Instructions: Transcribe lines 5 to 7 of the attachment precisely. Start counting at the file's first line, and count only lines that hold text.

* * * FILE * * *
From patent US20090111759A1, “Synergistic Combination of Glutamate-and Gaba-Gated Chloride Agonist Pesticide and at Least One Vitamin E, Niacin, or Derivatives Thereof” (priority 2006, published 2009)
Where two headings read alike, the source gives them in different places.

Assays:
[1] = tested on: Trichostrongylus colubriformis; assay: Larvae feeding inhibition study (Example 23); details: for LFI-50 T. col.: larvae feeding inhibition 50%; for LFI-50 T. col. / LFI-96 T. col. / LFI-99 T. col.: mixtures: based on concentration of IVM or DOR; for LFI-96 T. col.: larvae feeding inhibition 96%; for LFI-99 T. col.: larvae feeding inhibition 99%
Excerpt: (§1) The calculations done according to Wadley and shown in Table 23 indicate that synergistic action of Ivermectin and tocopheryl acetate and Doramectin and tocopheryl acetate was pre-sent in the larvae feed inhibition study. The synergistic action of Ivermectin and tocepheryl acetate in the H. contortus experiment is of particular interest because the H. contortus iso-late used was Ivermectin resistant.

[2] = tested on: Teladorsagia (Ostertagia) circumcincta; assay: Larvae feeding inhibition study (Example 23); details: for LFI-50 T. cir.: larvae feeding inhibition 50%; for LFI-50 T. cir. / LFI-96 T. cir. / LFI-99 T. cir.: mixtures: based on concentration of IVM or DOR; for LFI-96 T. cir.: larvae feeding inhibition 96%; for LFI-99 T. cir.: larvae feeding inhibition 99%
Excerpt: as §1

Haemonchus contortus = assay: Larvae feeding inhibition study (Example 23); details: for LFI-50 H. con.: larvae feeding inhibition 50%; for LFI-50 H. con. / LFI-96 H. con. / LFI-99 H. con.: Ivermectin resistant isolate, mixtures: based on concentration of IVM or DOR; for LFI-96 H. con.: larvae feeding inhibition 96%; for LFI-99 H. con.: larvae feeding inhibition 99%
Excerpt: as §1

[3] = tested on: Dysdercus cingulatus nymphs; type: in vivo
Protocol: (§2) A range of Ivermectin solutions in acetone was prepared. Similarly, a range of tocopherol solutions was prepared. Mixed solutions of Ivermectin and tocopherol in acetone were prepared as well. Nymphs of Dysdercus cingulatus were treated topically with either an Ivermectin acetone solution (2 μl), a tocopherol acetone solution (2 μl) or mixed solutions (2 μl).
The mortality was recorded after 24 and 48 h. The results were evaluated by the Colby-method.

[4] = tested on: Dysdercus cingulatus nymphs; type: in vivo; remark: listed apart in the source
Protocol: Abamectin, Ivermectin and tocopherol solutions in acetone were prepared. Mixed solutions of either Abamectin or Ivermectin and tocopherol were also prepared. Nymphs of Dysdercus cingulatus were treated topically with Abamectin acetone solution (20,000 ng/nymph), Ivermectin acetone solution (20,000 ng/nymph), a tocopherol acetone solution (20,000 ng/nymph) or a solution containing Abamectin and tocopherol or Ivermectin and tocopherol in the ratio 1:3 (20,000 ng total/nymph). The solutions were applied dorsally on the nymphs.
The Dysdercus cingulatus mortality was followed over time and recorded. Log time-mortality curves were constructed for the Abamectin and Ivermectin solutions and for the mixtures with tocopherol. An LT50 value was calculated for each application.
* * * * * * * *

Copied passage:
Excerpt: (§1) The calculations done according to Wadley and shown in Table 23 indicate that synergistic action of Ivermectin and tocopheryl acetate and Doramectin and tocopheryl acetate was pre-sent in the larvae feed inhibition study. The synergistic action of Ivermectin and tocepheryl acetate in the H. contortus experiment is of particular interest because the H. contortus iso-late used was Ivermectin resistant.

[2] = tested on: Teladorsagia (Ostertagia) circumcincta; assay: Larvae feeding inhibition study (Example 23); details: for LFI-50 T. cir.: larvae feeding inhibition 50%; for LFI-50 T. cir. / LFI-96 T. cir. / LFI-99 T. cir.: mixtures: based on concentration of IVM or DOR; for LFI-96 T. cir.: larvae feeding inhibition 96%; for LFI-99 T. cir.: larvae feeding inhibition 99%
Excerpt: as §1